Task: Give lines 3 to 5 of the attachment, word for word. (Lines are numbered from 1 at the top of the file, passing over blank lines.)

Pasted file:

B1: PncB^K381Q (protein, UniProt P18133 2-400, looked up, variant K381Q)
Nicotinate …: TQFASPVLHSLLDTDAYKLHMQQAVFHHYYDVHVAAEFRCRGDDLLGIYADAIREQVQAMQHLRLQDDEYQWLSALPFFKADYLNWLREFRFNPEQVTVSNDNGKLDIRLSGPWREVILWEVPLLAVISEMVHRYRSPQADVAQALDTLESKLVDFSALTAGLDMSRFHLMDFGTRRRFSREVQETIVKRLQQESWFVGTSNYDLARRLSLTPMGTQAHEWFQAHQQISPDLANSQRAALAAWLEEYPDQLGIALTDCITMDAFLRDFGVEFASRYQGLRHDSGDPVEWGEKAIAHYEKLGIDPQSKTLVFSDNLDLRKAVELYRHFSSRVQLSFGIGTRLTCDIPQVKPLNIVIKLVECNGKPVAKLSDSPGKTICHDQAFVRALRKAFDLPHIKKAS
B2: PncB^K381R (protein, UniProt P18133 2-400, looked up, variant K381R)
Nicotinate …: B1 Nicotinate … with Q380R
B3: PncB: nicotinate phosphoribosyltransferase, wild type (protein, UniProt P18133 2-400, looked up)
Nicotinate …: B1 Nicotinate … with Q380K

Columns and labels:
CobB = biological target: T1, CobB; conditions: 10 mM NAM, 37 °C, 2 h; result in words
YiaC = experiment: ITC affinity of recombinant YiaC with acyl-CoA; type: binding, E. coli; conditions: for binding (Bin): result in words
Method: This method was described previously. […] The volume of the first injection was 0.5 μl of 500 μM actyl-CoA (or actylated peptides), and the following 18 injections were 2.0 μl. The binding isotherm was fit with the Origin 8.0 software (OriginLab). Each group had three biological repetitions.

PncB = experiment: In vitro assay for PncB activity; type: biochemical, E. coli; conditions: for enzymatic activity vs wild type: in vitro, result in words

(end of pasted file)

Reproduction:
B2: PncB^K381R (protein, UniProt P18133 2-400, looked up, variant K381R)
Nicotinate …: B1 Nicotinate … with Q380R
B3: PncB: nicotinate phosphoribosyltransferase, wild type (protein, UniProt P18133 2-400, looked up)